Murray Presses FDA, Calls for Full Review of Practices Surrounding Medical Scopes Linked to Drug-Resistant Infections
Scopes linked to outbreaks of antibiotic-resistant infections at Virginia Mason and facilities across the country
(Washington, D.C.) – Today, Senate Health, Education, Labor, and Pensions (HELP) Committee Ranking Member Patty Murray (D-WA), sent a second letter to the Food and Drug Administration (FDA), this time calling for a full review of FDA practices surrounding duodenoscopes, the special medical device linked to outbreaks of an antibiotic-resistant infection at Virginia Mason Medical Center in Seattle, Washington and in health care facilities around the country.
“…In light of the tragic impact these outbreaks have had on patients and families in my state and nationwide, I write today to seek additional information from the agency,” Murray wrote in the letter. “We must do everything we can to understand how these outbreaks occurred and find out what more can be done to protect patients.”
At a recent HELP Committee hearing, Murray asked FDA Commissioner Dr. Margaret Hamburg to commit to this review. Murray also sent a letter in early February to the FDA following the outbreak of infections at Virginia Mason Medical Center in Seattle and in facilities across the country, urging the agency to provide health care professionals with updated safety guidance and best practices, which the agency has now done.
Full text of the letter:
Dear Commissioner Hamburg,
Thank you for your actions in response to my February 3, 2015, letter regarding “superbug” infections at Virginia Mason Hospital in Seattle, Washington, and in other facilities around the country. In that letter, I urged the Food and Drug Administration (FDA) to take several steps in the wake of these serious outbreaks. The agency’s actions last week represented important progress. However, in light of the tragic impact these outbreaks have had on patients and families in my state and nationwide, I write today to seek additional information from the agency. We must do everything we can to understand how these outbreaks occurred and find out what more can be done to protect patients.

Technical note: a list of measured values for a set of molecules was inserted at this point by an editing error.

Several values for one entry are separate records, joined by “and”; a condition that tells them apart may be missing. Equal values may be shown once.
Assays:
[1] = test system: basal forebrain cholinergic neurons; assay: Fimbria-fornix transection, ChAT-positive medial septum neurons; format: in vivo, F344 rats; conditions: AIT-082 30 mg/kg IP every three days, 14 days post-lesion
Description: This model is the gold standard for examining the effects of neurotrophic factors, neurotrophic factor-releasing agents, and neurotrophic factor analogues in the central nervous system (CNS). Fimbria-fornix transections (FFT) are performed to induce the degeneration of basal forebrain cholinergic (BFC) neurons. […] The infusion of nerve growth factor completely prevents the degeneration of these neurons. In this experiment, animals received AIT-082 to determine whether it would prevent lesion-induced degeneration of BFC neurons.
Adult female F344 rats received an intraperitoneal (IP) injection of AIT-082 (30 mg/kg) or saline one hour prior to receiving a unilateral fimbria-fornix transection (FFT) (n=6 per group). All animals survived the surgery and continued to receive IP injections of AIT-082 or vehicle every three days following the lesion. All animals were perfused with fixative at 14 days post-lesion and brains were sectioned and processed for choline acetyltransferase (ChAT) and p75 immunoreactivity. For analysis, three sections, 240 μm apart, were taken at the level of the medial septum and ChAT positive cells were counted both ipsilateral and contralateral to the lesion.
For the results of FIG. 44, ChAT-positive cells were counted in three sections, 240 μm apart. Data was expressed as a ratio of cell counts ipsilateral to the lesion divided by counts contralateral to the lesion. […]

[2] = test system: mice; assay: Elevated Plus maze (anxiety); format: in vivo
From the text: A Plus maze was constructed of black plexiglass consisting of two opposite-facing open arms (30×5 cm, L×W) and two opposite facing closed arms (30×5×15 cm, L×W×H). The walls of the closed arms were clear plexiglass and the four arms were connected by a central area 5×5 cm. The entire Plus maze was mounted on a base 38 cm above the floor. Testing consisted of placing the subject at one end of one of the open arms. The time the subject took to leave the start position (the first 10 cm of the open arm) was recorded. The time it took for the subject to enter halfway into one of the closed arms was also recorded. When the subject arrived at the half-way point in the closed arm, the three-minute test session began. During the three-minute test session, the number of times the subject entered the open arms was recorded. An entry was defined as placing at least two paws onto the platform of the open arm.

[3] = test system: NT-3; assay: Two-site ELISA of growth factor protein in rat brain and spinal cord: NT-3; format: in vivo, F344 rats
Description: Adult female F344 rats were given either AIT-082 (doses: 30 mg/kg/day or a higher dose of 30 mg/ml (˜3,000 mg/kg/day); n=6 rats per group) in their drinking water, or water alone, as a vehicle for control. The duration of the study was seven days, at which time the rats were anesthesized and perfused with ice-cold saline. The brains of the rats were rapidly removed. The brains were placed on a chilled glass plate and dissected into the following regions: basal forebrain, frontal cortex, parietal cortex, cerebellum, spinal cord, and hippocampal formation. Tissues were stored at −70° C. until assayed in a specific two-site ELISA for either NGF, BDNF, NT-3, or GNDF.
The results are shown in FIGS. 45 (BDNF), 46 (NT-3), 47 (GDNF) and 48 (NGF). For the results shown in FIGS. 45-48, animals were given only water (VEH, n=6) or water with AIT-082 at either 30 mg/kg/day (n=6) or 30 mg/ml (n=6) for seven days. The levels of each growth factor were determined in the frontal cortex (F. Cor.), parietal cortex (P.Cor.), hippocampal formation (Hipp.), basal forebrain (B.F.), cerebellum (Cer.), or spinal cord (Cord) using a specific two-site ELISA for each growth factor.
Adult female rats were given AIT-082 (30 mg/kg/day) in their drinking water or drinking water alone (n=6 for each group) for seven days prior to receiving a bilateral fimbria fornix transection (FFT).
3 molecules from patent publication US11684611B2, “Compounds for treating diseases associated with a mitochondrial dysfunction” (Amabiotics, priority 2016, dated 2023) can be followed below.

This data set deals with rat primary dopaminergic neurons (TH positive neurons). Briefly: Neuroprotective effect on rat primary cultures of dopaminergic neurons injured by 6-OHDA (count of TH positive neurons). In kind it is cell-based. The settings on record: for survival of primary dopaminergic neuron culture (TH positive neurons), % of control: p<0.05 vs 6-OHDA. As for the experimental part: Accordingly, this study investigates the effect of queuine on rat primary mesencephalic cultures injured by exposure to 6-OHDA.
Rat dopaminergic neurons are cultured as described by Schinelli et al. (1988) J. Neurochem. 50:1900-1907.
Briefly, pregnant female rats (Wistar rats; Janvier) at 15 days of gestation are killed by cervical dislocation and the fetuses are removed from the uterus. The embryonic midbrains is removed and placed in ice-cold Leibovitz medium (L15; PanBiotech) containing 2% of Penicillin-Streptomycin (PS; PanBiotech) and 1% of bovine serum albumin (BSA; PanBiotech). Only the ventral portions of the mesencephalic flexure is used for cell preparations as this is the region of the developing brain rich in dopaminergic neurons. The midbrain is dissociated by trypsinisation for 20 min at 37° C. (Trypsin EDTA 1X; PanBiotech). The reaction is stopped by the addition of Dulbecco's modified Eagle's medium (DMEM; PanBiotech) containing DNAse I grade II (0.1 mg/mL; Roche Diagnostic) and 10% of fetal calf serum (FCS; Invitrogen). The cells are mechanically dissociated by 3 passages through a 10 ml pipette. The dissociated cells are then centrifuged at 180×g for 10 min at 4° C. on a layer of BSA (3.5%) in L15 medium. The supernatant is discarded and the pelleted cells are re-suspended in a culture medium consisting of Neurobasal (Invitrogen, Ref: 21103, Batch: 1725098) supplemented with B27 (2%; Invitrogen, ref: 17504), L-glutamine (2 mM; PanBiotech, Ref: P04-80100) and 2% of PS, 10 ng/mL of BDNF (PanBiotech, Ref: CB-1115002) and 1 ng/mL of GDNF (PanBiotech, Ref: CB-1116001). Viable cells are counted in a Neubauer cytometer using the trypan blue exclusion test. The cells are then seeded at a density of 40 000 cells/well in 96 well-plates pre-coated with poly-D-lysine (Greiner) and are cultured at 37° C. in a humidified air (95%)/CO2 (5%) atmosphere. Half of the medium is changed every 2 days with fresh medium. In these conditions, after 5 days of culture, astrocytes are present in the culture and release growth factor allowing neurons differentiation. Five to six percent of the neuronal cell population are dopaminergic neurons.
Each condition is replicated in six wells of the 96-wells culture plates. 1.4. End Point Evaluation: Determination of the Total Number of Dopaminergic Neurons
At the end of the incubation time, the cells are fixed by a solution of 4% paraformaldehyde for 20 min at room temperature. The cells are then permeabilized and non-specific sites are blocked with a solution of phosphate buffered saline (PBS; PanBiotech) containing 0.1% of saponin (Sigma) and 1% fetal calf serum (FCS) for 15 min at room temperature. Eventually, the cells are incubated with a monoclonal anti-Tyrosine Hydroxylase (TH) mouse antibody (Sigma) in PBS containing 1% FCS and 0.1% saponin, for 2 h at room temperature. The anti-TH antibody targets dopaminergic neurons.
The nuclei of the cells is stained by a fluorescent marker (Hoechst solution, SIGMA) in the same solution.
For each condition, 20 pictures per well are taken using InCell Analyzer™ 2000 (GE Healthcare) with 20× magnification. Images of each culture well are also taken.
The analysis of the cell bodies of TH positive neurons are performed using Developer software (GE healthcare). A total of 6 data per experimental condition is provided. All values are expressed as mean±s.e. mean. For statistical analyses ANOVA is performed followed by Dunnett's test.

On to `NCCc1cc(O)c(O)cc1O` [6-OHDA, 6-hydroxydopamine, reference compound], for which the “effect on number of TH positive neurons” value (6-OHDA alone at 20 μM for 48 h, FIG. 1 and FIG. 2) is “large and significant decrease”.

As you know, it appears that these infections were potentially caused by duodenoscopes cleaned according to current protocols, but nonetheless harboring carbapenem-resistant Enterobacteriaceae (CRE) bacteria. In Washington State, at least 32 patients were infected and, although the cause is not clear, 11 died.
I appreciate that, as requested in my earlier letter, the FDA has issued new guidance to better ensure the safety of all “reprocessed” medical devices. Specifically, the guidance outlined that manufacturers of certain types of scopes, including duodenoscopes, are expected to demonstrate that testing of cleaning protocols and procedures is sufficiently rigorous and then provide complete testing reports to FDA for review.
In my earlier letter, I also discussed the importance of FDA providing updated safety information to health care providers and stressed the need to work closely with manufacturers on product labeling. I appreciate that last Thursday’s guidance also provided updated information for reprocessing of devices in health care settings. This information will help to ensure that health care professionals are informed about current best practices.